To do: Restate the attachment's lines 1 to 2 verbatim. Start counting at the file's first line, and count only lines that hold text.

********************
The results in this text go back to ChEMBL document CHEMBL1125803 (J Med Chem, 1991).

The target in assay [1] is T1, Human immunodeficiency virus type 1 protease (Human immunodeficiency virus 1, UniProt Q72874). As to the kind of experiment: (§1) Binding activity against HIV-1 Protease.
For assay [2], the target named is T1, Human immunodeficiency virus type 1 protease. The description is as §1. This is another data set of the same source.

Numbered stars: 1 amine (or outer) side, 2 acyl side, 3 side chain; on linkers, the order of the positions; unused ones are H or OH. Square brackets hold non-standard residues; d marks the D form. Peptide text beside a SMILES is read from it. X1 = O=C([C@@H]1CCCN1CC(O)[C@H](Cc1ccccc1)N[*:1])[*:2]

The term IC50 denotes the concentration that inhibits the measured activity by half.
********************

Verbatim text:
The results in this text go back to ChEMBL document CHEMBL1125803 (J Med Chem, 1991).

The target in assay [1] is T1, Human immunodeficiency virus type 1 protease (Human immunodeficiency virus 1, UniProt Q72874). As to the kind of experiment: (§1) Binding activity against HIV-1 Protease.